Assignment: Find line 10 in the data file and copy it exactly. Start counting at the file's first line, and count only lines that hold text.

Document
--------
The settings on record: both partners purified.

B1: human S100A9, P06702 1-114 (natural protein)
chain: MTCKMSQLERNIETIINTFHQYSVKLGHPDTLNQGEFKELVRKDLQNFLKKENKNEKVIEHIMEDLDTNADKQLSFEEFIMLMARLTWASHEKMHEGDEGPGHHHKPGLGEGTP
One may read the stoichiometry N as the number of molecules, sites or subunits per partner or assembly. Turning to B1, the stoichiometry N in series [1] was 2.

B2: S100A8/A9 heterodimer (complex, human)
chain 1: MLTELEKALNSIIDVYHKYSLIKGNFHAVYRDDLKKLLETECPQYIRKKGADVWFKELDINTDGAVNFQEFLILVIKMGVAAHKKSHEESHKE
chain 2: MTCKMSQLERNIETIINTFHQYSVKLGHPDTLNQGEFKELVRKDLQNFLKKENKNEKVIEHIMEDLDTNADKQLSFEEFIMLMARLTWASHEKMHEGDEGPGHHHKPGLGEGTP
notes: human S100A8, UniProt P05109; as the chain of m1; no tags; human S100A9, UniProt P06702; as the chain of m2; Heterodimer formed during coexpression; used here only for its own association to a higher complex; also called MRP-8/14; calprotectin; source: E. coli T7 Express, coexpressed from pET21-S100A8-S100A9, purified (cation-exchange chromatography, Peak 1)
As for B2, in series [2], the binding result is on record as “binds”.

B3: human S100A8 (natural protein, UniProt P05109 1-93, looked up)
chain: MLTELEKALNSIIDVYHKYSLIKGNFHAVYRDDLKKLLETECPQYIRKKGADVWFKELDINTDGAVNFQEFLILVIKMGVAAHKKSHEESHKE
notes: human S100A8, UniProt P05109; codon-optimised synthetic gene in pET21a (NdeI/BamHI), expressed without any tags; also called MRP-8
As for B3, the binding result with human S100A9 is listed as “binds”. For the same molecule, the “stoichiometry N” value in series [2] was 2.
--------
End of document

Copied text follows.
B3: human S100A8 (natural protein, UniProt P05109 1-93, looked up)